US House passes standalone fast track bill giving president more authority in TPP talks

The House of Representatives stands at the U.S. Capitol Building in Washington (Reuters / Joshua Roberts)
The US House has passed Trade Promotion Authority bill that boost presidential authority in negotiating trade deals. This version of the legislation is not linked to any other bill.

It was passed around noon today with a vote of 218-208.

The sister legislation to the TPA, the Trade Adjustment Assistance (TAA), would provide assistance to workers who lose jobs as a consequence of the trade deals and foreign competition. It was easily defeated in the House last week. Initially lawmakers were set to vote once again on the TAA this week, but on Thursday they agreed to vote again on standalone TPA. Though the TPA and the TAA were passed the Senate, the TPA will now return to the Senate in its standalone form.

Obama has requested “fast-track” authority to negotiate the Trans-Pacific Partnership (TPP) and the Transatlantic Trade and Investment Partnership (TTiP) deals. Republican lawmakers back both initiatives, but the President’s own party is opposed.

READ MORE: Major TTIP vote at European Parliament postponed due to 'political divisions'

The vote was split along partisan lines, with Republicans overwhelmingly voting in favor at 190-50, and Democrats being strongly against with a 28-158.

The TPP, which seems to be close to coming into existence, covers countries which together comprise 40 percent of the global economy. President Obama has promoted the deal as a way of solidifying economic relations between the United States and fast-growing Asian countries.

Republicans in the House of Representatives sought to resurrect Barack Obama’s trade agenda and plans for a Pacific Rim free trade zone, joining with a small band of pro-trade Democrats to vote to grant the president the “fast-track” authority he needs to conclude such pacts – meaning that the president will be empowered to ask Congress for a simple yes-or-no vote on trade agreements without any debate or amendments.

“This is a vote to re-establish America’s credibility,” said Representative Paul Ryan (R-Wisconsin), the former Vice Presidential candidate that ran against the Obama who has now has been championing the President’s favored the legislation in the House.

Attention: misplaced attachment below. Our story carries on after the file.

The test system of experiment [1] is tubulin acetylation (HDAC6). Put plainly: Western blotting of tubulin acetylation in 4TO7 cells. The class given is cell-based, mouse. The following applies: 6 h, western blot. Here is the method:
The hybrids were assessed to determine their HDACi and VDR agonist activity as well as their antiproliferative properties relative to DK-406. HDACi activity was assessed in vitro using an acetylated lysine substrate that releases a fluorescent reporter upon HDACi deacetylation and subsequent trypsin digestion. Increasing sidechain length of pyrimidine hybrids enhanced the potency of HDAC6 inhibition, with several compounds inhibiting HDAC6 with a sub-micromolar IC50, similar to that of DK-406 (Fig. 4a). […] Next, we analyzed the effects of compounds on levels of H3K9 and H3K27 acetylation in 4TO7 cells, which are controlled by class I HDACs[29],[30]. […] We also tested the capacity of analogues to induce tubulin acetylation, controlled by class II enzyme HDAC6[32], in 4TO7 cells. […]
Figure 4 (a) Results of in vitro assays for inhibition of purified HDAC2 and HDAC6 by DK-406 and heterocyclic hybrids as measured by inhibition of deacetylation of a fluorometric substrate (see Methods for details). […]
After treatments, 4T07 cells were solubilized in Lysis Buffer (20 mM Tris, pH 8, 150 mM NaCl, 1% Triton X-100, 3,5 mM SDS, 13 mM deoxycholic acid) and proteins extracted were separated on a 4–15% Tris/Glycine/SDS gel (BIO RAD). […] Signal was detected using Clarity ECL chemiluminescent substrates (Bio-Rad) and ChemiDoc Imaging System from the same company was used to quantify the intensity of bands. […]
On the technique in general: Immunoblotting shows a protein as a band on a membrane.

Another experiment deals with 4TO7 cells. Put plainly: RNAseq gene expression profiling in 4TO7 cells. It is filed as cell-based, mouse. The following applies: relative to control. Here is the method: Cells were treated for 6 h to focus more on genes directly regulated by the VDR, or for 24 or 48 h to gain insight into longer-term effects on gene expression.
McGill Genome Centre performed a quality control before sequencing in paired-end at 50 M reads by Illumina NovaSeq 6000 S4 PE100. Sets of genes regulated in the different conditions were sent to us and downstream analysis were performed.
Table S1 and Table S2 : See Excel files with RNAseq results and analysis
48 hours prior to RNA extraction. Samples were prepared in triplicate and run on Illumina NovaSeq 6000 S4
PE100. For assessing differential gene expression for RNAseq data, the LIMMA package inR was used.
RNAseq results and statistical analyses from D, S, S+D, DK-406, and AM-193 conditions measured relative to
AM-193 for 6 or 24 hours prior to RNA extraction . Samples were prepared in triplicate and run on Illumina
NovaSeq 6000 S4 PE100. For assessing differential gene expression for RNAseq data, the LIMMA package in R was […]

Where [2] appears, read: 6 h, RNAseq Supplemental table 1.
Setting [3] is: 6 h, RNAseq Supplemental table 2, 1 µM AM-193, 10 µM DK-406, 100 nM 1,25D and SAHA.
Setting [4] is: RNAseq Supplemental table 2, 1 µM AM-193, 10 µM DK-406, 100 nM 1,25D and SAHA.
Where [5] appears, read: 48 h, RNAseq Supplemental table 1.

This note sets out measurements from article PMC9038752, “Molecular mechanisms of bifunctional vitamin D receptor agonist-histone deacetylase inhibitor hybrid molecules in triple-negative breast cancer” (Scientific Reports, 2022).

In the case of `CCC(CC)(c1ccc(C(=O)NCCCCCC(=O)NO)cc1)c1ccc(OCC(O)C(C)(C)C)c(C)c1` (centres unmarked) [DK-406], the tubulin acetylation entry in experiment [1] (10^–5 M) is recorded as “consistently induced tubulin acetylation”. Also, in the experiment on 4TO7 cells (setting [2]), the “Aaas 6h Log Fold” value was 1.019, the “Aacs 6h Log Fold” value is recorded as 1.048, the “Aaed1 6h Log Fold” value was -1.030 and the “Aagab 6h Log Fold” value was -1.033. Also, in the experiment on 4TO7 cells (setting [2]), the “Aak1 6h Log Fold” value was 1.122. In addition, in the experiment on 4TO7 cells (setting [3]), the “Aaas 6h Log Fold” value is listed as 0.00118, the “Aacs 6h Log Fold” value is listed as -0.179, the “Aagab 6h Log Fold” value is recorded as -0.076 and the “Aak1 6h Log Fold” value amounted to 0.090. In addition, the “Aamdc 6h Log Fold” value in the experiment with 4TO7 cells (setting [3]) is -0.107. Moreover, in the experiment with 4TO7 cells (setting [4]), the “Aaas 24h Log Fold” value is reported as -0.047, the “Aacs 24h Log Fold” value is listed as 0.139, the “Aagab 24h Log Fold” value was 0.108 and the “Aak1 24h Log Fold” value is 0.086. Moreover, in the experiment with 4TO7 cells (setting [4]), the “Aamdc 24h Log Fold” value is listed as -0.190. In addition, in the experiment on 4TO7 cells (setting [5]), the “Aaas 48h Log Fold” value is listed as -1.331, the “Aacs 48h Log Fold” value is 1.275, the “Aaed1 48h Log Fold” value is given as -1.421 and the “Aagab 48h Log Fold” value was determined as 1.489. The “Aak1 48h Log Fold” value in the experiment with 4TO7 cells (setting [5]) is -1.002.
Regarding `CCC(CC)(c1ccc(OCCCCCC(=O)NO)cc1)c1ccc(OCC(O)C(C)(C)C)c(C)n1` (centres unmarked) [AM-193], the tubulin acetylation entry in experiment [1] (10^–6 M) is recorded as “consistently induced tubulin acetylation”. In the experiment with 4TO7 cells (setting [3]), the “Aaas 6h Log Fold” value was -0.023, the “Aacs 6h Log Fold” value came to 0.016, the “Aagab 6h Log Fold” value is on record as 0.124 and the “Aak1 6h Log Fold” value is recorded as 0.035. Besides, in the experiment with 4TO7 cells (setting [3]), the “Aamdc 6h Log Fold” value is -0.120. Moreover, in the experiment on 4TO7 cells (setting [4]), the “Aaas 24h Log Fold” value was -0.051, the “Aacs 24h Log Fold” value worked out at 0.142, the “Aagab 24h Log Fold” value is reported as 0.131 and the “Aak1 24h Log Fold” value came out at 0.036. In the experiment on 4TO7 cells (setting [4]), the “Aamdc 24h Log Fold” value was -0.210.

Representative Nancy Pelosi (D-California) had different thoughts on the matter, despite being a top Democrat and traditional ally to the President. She said that she and members of the party were against the TPP, not against the president himself.

“This has been a longstanding dispute within the Democratic party having nothing to do with the president but everything to do with our bosses, our constituents,” she said.

Senator Elizabeth Warren (D-Massachusetts) is a vocal critic of the deal because of a provision called Investor-State Dispute Settlement (ISDS). The provision would mediate disputes between foreign investors and a government, which Warren believes will inhibit regulation and pose a threat to American sovereignty.

ISDS is designed to address the problem of uneven national economic policies in an interconnected global economy. Foreign investors have to deal with the risk of having their investments seized if and when a new government comes to power and decides to nationalize the businesses of foreign industries. While this isn’t a risk in a stable company with a strong judicial system like the United States, it is a genuine risk in other countries without such stability. ISDS is an arbitration process that uses sanctions to put pressure on governments who have unfairly seized property.

That means that ISDS would allow foreign investors to make complaints against the United States, which is a point that many take issue with. Warren argues that the agreement could “tilt the playing field in the United States further in favor of big multinational corporations.”

READ MORE: Wikileaks releases ‘largest’ trove of docs exposing secret TiSA trade deal

Many opponents of the TPP worry that multinational corporations could argue that environmental, financial and minimum wage regulations could qualify for a dispute under ISDS, potentially costing the United States expensive damages.

Also controversial are secretly negotiated provisions called the “Healthcare Annex,” which was only seen by the public when they were published by WikiLeaks.

The secret TPP negotiations showed that the Healthcare Annex has been seeking to regulate state schemes for medicines and medical devices. WikiLeaks said "it forces healthcare authorities to give big pharmaceutical companies more information about national decisions on public access to medicine."

Legal privileges such as patents are instituted in to encourage research and development, allowing pharmaceutical companies to develop new drugs without worrying about someone immediately copying them. These privileges expire eventually, allowing generic versions of the drugs that come to market.

The TPP has been lobbied by large pharmaceutical company to include these provisions to further delay the introduction of generic drugs.

"The leaked TPP document "shows that the pact could expose Medicare to pharmaceutical company attacks and constrain future policy reforms, including the ability of the US government to curb rising and unsustainable drug prices," consumer rights advocacy group Public Citizen said in a statement.